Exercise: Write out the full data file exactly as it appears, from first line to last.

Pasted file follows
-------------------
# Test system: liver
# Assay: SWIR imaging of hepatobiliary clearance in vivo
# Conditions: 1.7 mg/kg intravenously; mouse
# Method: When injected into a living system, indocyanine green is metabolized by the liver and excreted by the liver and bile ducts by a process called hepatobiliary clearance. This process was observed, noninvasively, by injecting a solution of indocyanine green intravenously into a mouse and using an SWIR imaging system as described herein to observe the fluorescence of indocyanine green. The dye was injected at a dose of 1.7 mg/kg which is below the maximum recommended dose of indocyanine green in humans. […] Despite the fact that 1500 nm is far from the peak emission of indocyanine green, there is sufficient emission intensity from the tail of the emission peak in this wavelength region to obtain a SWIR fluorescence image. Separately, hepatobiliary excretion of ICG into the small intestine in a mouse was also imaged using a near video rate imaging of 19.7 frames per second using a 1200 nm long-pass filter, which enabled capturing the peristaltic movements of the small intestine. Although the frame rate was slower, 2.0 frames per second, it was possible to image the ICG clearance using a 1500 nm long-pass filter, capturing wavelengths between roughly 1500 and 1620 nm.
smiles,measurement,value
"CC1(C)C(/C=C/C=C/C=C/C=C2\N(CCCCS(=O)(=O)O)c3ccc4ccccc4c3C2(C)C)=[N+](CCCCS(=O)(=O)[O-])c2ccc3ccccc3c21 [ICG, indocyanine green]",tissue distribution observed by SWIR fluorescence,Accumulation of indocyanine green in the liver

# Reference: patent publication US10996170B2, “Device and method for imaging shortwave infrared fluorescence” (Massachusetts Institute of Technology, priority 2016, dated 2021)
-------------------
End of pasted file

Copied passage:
# Test system: liver
# Assay: SWIR imaging of hepatobiliary clearance in vivo
# Conditions: 1.7 mg/kg intravenously; mouse
# Method: When injected into a living system, indocyanine green is metabolized by the liver and excreted by the liver and bile ducts by a process called hepatobiliary clearance. This process was observed, noninvasively, by injecting a solution of indocyanine green intravenously into a mouse and using an SWIR imaging system as described herein to observe the fluorescence of indocyanine green. The dye was injected at a dose of 1.7 mg/kg which is below the maximum recommended dose of indocyanine green in humans. […] Despite the fact that 1500 nm is far from the peak emission of indocyanine green, there is sufficient emission intensity from the tail of the emission peak in this wavelength region to obtain a SWIR fluorescence image. Separately, hepatobiliary excretion of ICG into the small intestine in a mouse was also imaged using a near video rate imaging of 19.7 frames per second using a 1200 nm long-pass filter, which enabled capturing the peristaltic movements of the small intestine. Although the frame rate was slower, 2.0 frames per second, it was possible to image the ICG clearance using a 1500 nm long-pass filter, capturing wavelengths between roughly 1500 and 1620 nm.
smiles,measurement,value
"CC1(C)C(/C=C/C=C/C=C/C=C2\N(CCCCS(=O)(=O)O)c3ccc4ccccc4c3C2(C)C)=[N+](CCCCS(=O)(=O)[O-])c2ccc3ccccc3c21 [ICG, indocyanine green]",tissue distribution observed by SWIR fluorescence,Accumulation of indocyanine green in the liver

# Reference: patent publication US10996170B2, “Device and method for imaging shortwave infrared fluorescence” (Massachusetts Institute of Technology, priority 2016, dated 2021)